Over the past few years, the Gartner analytic agency, known for its “magic quadrants,” has also turned its attention to MTD systems. We reviewed the 2019 Market Guide for Mobile Threat Defense report. Further in the text – squeezes and analysis of the contents of the report.
At the beginning, it is noted that the validity of the declared MTD functions in terms of protection against attacks requires verification (they so carefully called marketing fantasies):
“Even though MTD vendors express confidence in being able to detect and counter advanced attacks, Gartner has yet to see evidence in the field”
Further, Gartner draws attention to the fact that now MTD functions are offered either by UEM manufacturers, which have historically developed from device management (MDM) to servicing all mobility in the “single window” mode, or manufacturers of mobile antiviruses that can only signal vulnerabilities, but in the absence of functions MDM cannot do anything with them without user intervention.
Not being MDM solutions and not being able to remove malware from the device or remotely reset the device to the factory settings, mobile MTD solutions found an interesting way out. Part of the MTD manufacturers proposes to put their own VPN client on the device, which, if an attack is detected, wraps the traffic addressed to the corporate network back to the device. This technique was called blackholing. In our opinion, the defense is more declarative than real. If access to the Internet is saved on the device, then it will not receive malware access to the corporate network, but it will transmit everything it wants to the attacker’s server.
The functions offered by MTD can be reduced to the following set:
1. Checking versions and builds of Android in public vulnerability databases.
It is more informational in nature, since the general recommendation to regularly update the OS for non-top Android devices is not good – the support period is too short.
2. Tracking insecure network activity – monitoring the availability of certificates with weak encryption or self-signed certificates, monitoring the connection to Wi-Fi networks without encryption or with weak authentication.
In fact, you need to ensure that there is a VPN on the device (then no Wi-Fi ___ 33 is scary) and make sure that the self-signed certificates are only from the internal certification authority. The rest must be deleted or blocked using UEM.
3. Monitoring the presence of malware / grayware. Scanning applications for anti-virus databases with the ability to send the distribution to the server for detailed analysis. Plus behavioral analysis aimed at checking for unsafe or excessive privileges.
Sometimes there is no malware in the application, but it is simply written crookedly. Such applications may request all permissions “in reserve” and then, for example, the Gallery application will request access to the call and SMS log. Such potentially vulnerable applications are called grayware. It’s useful for the UEM admin to have a tool to quickly test applications before distributing them. In the absence of such a tool, applications are not checked in fact.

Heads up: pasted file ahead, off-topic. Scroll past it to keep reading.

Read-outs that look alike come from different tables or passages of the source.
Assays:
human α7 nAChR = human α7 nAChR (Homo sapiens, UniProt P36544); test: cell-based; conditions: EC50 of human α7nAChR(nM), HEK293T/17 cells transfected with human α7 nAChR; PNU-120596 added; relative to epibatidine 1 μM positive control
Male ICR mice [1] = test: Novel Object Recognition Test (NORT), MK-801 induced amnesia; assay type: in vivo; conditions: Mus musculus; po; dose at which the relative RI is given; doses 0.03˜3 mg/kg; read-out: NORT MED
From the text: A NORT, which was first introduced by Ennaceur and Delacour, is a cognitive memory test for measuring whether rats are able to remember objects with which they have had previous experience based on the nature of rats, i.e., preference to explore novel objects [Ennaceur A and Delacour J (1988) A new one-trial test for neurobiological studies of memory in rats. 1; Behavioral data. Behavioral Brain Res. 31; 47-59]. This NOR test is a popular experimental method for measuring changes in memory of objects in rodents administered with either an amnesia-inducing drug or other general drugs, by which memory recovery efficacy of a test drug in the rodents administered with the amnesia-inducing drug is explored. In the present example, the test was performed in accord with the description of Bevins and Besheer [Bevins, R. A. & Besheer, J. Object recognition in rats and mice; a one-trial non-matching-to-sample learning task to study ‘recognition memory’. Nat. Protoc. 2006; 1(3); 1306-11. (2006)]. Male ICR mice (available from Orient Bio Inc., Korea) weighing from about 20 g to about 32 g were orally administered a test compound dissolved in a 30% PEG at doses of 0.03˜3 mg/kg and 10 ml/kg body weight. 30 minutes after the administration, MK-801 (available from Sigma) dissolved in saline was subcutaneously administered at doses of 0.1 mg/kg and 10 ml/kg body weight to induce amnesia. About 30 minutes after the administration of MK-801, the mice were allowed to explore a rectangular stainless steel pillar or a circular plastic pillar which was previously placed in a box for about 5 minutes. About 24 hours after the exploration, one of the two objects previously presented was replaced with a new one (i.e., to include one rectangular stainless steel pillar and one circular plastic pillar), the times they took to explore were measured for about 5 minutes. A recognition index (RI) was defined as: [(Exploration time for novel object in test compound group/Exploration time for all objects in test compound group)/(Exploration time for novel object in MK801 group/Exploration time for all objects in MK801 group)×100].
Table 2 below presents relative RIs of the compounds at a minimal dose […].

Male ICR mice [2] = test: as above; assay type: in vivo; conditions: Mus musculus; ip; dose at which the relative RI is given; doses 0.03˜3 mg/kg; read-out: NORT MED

4. Control of signs of hacking (jailbreak, root).
Everyone understands that a hacked device is a hole in information security. Hacking verification functions are available in almost every UEM solution, often found in client banks. Methods and libraries, including with open source, are enough. MTD solutions do not add anything new to this.
5. Analysis of network traffic. Most often, using traffic redirection to the MTD server for analysis.
Using UEM capabilities, you can enable global HTTP proxies on devices and direct all web traffic to existing corporate gateways without the need to purchase additional MTD analyzers.
6. Protection against phishing links in mail, SMS, instant messengers, QR codes, etc. The main purpose of phishing is to steal user accounts. This is a field of activity for antivirus and MTD, because UEM manufacturers have never done this.
The main conclusion in the report is the assertion that it makes no sense to implement MTD until the basic level of corporate mobility security is ensured, which is ensured by the following rules:
1. Use of current versions of mobile OS.
In fact, this is a requirement for the purchase of new mobile devices with the latest versions of operating systems. There are still new devices with Android 6 on the market.
2. Denying access to “patched” devices with custom recovery, a busy busy box built-in, or the ability to obtain root rights via adb …
This, alas, is sometimes found even on mass-produced smartphones.
3. Permission to install applications only from official stores and corporate storage.
4. Ban jailbreak / root and unlocked bootloader.
5. Application of password policies.
A lost / stolen device without a password is the dream of any hacker.
6. Reset to factory settings when the device is lost / stolen.
It is difficult to disagree with this, especially since the Russian corporate market does not always meet these seemingly obvious requirements. On the public procurement website, there are regularly lots for the supply of devices with irrelevant Android along with VPN and antivirus that can not provide a basic level of protection.
We sincerely hope that over time, the use of UEM on mobile devices in Russia will become as integral an attribute of security as antivirus for Windows. And there, you look, and funds will remain on MTD …